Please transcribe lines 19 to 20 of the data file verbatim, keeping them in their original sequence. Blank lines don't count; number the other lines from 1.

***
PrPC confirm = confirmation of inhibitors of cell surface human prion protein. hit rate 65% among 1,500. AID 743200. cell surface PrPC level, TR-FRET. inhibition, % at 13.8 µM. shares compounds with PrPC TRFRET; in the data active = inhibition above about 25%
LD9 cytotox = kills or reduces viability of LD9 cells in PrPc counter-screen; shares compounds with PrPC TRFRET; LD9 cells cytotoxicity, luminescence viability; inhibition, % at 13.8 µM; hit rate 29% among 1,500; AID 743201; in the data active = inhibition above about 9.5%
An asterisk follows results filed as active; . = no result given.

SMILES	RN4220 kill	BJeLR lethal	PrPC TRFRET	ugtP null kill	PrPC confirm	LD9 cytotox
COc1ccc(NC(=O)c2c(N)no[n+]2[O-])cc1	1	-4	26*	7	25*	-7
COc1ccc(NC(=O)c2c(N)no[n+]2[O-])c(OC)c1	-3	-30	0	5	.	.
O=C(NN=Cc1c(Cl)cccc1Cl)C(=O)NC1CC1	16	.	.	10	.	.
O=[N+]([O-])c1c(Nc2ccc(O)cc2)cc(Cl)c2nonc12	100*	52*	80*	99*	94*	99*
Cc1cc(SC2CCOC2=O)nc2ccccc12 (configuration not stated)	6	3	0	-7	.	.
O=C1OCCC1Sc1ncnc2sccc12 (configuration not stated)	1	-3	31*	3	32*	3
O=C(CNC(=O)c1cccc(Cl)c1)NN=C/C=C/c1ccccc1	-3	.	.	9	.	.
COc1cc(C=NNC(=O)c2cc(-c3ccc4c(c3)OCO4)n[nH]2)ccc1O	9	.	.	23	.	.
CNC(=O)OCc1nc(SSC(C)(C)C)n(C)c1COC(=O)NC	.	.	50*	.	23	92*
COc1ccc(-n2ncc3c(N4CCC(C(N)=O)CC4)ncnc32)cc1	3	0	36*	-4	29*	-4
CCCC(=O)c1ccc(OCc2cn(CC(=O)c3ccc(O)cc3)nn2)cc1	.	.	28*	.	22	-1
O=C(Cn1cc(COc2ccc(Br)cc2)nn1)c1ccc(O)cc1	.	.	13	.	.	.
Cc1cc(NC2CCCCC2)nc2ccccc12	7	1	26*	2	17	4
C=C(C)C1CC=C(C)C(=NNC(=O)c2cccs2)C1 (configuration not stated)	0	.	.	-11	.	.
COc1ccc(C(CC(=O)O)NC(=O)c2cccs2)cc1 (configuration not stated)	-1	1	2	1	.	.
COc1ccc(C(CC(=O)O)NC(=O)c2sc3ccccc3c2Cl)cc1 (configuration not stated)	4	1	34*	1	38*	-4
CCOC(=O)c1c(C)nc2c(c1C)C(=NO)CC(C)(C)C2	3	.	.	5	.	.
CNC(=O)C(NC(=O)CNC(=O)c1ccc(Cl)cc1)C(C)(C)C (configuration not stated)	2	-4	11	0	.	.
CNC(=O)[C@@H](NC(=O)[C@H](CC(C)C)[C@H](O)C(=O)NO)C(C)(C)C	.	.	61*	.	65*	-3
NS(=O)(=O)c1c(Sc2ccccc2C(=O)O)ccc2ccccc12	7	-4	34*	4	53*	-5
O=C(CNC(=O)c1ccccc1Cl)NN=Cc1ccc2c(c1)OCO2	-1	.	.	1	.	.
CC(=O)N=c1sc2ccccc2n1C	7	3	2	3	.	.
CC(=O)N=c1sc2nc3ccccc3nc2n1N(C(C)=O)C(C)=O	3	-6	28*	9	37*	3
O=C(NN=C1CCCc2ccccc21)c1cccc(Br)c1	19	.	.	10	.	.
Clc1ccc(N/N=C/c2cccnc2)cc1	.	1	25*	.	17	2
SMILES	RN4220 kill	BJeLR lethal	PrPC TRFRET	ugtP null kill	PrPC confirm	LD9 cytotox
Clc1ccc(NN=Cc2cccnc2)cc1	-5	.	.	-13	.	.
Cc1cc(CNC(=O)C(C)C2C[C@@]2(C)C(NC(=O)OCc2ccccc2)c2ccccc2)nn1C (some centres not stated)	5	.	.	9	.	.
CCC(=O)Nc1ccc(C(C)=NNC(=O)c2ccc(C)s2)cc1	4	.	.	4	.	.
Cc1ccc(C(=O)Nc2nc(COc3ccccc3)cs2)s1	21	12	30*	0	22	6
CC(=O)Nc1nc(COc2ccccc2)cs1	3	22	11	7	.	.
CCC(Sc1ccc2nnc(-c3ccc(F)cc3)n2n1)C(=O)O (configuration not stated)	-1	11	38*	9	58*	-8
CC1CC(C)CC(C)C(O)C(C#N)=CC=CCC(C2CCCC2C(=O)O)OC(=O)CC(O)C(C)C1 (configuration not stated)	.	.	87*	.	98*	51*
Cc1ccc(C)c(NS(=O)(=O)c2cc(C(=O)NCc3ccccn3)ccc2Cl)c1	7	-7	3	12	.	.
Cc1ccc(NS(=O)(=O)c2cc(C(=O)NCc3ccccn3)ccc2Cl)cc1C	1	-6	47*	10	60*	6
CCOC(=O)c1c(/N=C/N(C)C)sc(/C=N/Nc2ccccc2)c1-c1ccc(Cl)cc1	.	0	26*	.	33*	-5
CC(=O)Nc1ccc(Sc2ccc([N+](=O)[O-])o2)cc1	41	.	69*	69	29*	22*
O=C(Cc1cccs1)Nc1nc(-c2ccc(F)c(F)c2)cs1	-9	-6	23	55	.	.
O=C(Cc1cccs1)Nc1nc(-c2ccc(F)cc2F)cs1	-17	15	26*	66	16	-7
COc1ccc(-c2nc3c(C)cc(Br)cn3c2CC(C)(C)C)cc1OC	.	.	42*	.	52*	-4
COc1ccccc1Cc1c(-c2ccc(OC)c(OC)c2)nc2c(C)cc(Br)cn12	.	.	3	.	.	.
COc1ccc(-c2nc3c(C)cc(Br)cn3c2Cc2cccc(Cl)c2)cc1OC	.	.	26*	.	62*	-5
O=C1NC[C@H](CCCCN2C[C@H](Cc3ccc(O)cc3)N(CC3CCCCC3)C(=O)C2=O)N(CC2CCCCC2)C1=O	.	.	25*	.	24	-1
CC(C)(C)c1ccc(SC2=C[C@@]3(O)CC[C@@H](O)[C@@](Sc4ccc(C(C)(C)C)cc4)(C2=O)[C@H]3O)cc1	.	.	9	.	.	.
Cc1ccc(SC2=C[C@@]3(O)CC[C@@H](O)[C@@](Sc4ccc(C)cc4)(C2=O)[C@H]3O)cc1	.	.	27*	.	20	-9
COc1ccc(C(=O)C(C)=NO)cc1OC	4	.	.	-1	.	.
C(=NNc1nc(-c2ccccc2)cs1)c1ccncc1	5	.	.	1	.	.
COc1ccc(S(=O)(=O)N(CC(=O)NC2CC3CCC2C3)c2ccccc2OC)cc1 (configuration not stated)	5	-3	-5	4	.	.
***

COc1ccc(C(CC(=O)O)NC(=O)c2cccs2)cc1 (configuration not stated)	-1	1	2	1	.	.
COc1ccc(C(CC(=O)O)NC(=O)c2sc3ccccc3c2Cl)cc1 (configuration not stated)	4	1	34*	1	38*	-4